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 07-13-2002, 18:41 Post: 40337
Peters

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 Cement Board Siding

Ok;
You are telling me that I toasted 2 10" saw blade and a 7" saw blade. I guess I had better use them until I switch back to wood.
I think the question is; Will a dull blade cut as well as a sharp one? One can sharpen the blade with a tanto style edge, but the edge must be sharp. You need the lower edge to be leading as it cuts or it will simply push the grass.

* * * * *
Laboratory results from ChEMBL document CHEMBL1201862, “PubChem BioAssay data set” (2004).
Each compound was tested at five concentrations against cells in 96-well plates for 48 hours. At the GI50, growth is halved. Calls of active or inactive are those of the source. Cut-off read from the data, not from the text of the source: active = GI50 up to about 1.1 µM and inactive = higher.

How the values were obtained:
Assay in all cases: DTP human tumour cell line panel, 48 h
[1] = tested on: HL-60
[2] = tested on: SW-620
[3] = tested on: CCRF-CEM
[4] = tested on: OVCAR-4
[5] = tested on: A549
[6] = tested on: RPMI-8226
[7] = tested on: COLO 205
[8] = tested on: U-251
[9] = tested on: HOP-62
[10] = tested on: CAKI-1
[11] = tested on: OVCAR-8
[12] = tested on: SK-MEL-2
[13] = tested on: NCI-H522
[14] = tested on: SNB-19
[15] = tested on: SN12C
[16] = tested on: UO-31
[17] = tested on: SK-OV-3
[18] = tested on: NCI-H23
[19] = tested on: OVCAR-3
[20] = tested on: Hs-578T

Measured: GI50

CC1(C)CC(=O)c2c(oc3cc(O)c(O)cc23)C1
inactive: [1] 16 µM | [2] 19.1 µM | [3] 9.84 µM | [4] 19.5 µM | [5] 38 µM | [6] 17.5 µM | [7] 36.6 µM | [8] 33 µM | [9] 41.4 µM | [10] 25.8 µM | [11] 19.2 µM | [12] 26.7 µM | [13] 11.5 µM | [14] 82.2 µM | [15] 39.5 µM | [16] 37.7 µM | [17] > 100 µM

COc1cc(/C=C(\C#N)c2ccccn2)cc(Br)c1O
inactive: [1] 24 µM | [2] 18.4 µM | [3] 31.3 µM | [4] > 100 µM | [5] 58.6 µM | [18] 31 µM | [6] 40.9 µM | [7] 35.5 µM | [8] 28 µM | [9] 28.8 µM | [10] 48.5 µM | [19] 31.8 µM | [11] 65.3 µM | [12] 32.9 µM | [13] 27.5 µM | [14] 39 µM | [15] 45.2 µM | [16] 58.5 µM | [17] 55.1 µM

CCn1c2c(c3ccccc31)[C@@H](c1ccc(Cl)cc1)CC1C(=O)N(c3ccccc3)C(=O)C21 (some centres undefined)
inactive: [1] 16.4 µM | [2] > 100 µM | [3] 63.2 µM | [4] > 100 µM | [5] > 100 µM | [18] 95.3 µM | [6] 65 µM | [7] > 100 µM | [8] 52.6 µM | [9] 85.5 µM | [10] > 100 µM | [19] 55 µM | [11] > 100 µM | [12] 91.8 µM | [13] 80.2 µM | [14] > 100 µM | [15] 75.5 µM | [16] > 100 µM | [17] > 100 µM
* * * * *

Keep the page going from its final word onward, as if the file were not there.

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 07-17-2002, 08:28 Post: 40446
TomG

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 Cement Board Siding

Second time today I think I'm missing something. I think I recall reading in a book my wife bought about sheds where cement foundation boards are applied to a post and skirt foundation. The cement boards are supposed to retain ground heat better and prevent animals from living underneath the building.

I seem to recall that these foundation boards were made to size by scoring and breaking rather than by cutting. My memory might be faulty or cement siding and foundation boards may be different materials, but breaking sounds a lot easier than cutting if it's possible.

I originally wrote concrete instead of cement boards.






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 07-17-2002, 09:23 Post: 40449
Murf